Monday, May 17, 2004

And the rhetoric shifts

The thing about the Bush administration which most fascinates me and repels me at the same time is its masterful use of language. The administration constantly twists and perverts language for the maximum possible advantage. Any criticism of the president's Iraq policy becomes "undermining the troops." Any criticism of domestic policy is "divisive" and "partisan." As someone who loves the English language, to see it warped so is sickening. But as a student of language and rhetoric, I can't help but be impressed. Bush really has some geniuses working for him.

Anyone even the slightest bit concerned about how the Bush administration is governing the country should read George Orwell's monumental 1946 essay Politics and the English Language. Orwell, of course, was an expert on how language is perverted for political ends. I often wonder if American society will end up a lot like Orwell's chilling vision. It's possible, especially if Bush gets four more years, and I think it's what the neoconservatives currently running the country would love to see.

Anyway, Orwell's essay isn't very long, and it's required reading for anyone who uses the English language. More to the point, it's uncannily prescient when you consider that it's almost 60 years old:

In our time, political speech and writing are largely the defense of the indefensible. Things like the continuance of British rule in India, the Russian purges and deportations, the dropping of the atom bombs on Japan, can indeed be defended, but only by arguments which are too brutal for most people to face, and which do not square with the professed aims of the political parties. Thus political language has to consist largely of euphemism., question-begging and sheer cloudy vagueness. Defenseless villages are bombarded from the air, the inhabitants driven out into the countryside, the cattle machine-gunned, the huts set on fire with incendiary bullets: this is called pacification. Millions of peasants are robbed of their farms and sent trudging along the roads with no more than they can carry: this is called transfer of population or rectification of frontiers. People are imprisoned for years without trial, or shot in the back of the neck or sent to die of scurvy in Arctic lumber camps: this is called elimination of unreliable elements. Such phraseology is needed if one wants to name things without calling up mental pictures of them.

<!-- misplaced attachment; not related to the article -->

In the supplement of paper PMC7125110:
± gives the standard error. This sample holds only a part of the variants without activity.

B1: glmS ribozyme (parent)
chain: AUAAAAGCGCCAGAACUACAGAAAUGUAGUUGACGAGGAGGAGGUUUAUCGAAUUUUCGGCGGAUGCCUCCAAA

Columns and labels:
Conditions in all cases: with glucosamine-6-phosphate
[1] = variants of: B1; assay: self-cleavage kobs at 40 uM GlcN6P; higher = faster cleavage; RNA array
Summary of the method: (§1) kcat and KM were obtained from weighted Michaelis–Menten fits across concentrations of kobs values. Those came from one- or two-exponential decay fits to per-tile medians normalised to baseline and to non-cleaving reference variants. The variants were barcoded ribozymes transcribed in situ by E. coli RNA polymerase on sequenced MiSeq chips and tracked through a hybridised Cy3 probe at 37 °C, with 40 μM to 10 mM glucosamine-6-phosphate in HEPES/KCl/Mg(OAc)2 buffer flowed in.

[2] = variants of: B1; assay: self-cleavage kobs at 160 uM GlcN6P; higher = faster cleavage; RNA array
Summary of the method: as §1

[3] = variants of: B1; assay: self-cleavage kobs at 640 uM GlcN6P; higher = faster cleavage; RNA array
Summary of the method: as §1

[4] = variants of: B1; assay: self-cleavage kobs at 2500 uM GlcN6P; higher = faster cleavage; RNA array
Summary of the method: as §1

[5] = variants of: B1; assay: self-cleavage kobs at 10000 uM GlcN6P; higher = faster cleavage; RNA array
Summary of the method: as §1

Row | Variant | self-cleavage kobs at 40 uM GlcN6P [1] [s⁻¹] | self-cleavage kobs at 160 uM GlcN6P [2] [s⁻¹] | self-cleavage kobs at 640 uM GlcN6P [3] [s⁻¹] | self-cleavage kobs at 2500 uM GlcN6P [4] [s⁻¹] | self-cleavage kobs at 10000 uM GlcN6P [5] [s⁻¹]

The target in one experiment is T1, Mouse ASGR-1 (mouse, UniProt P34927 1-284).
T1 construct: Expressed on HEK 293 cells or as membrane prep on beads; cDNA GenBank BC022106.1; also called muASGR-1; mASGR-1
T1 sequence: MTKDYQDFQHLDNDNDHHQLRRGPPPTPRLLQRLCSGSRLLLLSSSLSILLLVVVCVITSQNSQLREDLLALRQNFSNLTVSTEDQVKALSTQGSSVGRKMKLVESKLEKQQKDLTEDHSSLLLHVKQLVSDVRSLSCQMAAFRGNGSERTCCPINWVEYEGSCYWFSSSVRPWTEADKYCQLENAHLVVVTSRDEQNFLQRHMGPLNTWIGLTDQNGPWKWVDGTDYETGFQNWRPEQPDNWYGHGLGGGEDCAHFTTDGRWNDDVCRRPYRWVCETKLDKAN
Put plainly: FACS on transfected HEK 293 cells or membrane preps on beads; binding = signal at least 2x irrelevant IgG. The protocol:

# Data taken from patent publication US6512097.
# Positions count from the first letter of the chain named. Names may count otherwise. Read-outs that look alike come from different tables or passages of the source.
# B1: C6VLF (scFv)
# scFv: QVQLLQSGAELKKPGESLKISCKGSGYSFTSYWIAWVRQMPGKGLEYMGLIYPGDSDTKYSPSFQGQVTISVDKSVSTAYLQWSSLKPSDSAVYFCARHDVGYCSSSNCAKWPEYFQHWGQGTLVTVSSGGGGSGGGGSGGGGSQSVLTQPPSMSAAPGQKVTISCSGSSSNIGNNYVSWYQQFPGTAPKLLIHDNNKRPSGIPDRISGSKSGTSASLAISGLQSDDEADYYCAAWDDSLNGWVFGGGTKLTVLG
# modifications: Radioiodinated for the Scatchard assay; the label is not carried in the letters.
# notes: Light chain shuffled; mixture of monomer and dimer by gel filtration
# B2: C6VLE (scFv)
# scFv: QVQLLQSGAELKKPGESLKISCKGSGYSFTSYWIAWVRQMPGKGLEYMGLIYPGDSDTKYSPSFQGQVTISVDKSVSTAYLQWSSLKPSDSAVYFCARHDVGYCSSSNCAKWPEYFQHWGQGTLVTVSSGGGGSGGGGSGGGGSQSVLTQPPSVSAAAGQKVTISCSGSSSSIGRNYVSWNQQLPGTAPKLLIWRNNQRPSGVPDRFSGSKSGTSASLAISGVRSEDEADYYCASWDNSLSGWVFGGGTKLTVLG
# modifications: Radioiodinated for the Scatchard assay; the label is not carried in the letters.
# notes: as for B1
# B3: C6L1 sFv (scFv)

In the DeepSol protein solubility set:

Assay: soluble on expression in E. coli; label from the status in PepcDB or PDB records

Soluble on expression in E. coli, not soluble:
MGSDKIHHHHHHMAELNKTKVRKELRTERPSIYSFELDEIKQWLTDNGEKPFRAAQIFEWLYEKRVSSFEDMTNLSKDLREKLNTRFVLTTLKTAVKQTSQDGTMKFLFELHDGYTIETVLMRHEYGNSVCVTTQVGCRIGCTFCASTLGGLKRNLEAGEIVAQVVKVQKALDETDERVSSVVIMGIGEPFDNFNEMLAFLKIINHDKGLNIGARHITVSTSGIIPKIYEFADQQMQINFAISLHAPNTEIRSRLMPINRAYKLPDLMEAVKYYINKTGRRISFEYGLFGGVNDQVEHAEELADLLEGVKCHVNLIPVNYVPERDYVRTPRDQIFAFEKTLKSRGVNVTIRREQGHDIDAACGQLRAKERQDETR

Remind you of "enemy combatant"? "Evildoers"?

So to get to what brought all this on: The head of the Iraqi Governing Council was just assassinated. And here's what Paul Bremer had to say about it:

"The terrorists who are seeking to destroy Iraq have struck a cruel blow with this vile act today," Mr. Bremer said in a statement. "But they will be defeated." He added, "The Iraqi people will ensure that his vision of a democratic, free and prosperous Iraq will become a reality."
Pay attention: Bremer said this "in a statement," which means it came straight from the Ministry of Truth in the White House. But here's the rub: Note how the rhetoric has shifted.

The Iraqi people will ensure that Iraq becomes a democracy.

Brilliant. Bremer just shifted the entire responsibility for creating an Iraqi democracy onto the Iraqi people. Of course, for the past year the rhetoric has been all about how the United States will create a democracy in the Middle East. About how WE will help them and shepherd them and make sure that democracy becomes a reality. (Ignore for the moment the question of whether this was ever a possibility.) But now, if something bad happens, we ask: "What are the Iraqi people going to do about it?"


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